@@@@@ (5 out of 5)
In American War by Omar El Akkad, the Second American Civil War erupts in 2074 when Sara T. (“Sarat”) Chestnut is six years old. Four states in the Deep South have seceded in response to federal legislation banning the use of fossil fuels—and a Southern “homicide bomber” has assassinated the President of the United States in Columbus, the country’s new capital. The Reds and Blues are now at war. And much worse is in store for the unfortunate people of this once-democratic nation.
In previous decades, rising seas and monster storms have submerged large swaths of the Eastern and Gulf Coasts, driving millions of people far into the nation’s heartland. Boston, New York, Washington—every low-lying city on both coasts—they’re all now under water. Elevated temperatures have eliminated countless animal species and destroyed huge areas of formerly rich farmland. Mexico has seized Texas and most of the Southwest, governing them under a Protectorate. And the United States has long been isolated on the world stage. “[T]he 2030s and 2040s [were] the last decades before the planet turned on the country and the country turned on itself.” The “newborn superpowers” are China and the Bouazzizi Empire that spans North Africa and the Middle East.
What’s left of Louisiana is neutral territory, considered Purple, wedged between Texas and the core Southern states that are called the MAG (Mississippi, Alabama, Georgia). There, Sarat, her fraternal twin sister Dana, and her older brother Simon live in deepening poverty with their parents. In hopes of obtaining a work permit and the means to move his family to safer ground, their father sets out for the North—and there at a federal courthouse he falls victim to another Southern terrorist bomb.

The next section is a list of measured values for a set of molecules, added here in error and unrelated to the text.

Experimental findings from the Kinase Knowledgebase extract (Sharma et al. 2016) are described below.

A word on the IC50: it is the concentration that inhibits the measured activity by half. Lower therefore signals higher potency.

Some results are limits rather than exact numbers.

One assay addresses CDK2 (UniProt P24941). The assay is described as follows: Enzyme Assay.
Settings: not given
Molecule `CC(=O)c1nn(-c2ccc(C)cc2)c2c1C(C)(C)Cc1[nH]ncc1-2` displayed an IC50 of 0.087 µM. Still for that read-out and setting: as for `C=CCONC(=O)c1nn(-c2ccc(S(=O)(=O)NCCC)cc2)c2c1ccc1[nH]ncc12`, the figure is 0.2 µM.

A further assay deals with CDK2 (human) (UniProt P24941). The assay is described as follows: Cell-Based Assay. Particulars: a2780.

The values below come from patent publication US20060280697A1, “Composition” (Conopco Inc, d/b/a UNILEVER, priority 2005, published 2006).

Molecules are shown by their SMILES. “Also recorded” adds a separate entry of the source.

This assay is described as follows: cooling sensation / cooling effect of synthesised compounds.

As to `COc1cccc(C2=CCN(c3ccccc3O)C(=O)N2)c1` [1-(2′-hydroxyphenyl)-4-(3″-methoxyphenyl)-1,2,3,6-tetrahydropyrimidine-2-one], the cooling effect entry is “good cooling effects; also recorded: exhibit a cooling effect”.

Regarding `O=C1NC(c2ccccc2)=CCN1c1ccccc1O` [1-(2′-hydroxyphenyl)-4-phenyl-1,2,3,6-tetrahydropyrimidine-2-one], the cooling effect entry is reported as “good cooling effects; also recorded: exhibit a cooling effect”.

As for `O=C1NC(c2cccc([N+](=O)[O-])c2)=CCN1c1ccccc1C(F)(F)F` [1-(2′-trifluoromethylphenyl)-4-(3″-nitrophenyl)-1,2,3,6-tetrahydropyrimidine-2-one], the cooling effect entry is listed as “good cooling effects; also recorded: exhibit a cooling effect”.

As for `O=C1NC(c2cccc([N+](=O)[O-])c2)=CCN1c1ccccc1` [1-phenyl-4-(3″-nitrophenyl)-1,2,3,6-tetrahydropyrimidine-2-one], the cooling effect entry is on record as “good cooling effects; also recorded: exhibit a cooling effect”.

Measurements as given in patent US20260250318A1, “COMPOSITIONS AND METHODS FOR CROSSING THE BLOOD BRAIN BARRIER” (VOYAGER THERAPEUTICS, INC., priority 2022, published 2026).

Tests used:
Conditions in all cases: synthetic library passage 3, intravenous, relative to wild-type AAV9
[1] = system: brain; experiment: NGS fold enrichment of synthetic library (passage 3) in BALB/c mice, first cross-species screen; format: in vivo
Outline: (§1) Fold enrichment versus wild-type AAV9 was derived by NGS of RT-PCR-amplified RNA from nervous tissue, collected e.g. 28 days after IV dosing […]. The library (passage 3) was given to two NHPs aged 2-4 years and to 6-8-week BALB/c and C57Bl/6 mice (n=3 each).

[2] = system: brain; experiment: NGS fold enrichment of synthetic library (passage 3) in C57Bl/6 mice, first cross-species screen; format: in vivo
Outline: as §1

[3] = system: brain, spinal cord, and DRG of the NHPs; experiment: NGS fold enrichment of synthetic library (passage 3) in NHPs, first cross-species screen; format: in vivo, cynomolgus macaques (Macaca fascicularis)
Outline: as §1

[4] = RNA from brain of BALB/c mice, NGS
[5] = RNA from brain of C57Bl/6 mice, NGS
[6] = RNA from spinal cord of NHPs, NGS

American War spans the years from 2074 to 2123. The story is narrated in old age by Benjamin Chestnut, Sarat’s nephew, whom we meet by name only late in the war. Benjamin regards the tale as tragedy in the classical sense. “Some people are born sentenced to terrible inheritance,” he writes, “diseases that lay dormant in the blood from birth. My sentence was to know, to understand.” Interspersed with Benjamin’s narrative are brief excerpts from speeches, official documents, and interviews with incidental characters that broaden the scope of the tale beyond Sarat and her family. But Sarat is the tightly focused subject of this chilling tale.
At times, the action in American War is almost unbearably raw. A massacre scene that’s central to the story conjures up memories of survivors’ reports from the 1982 invasion of the Sabra and Shatila refugee camps in southern Lebanon, when right-wing Christian militiamen were unleashed by the Israeli commander Ariel Sharon. Those reports haunt me to this day.
Sadly, the scenario El Akkad paints in his novel of a Second American Civil War comes across as all too credible in today’s darkening political environment. His portrayal of the toll taken by the rising sea level may be exaggerated, since current scientific projections foresee a much more gradual process. But the fanaticism on both sides of the Second American Civil War—the standoff between Reds and Blues—is little greater than the polarization that has come to dominate the country’s politics in recent years. And the heated dispute over the use of fossil fuels is by no means beyond belief. Dystopian fiction is typically cautionary. American War is a perfect example.
The author, Canadian-Egyptian journalist Omar El Akkad, has reported from around the world for the Toronto Globe and Mail. American War in his first book.
For reviews of other dystopian novels I’ve reviewed in this blog, see A brief look at 15 important dystopian novels.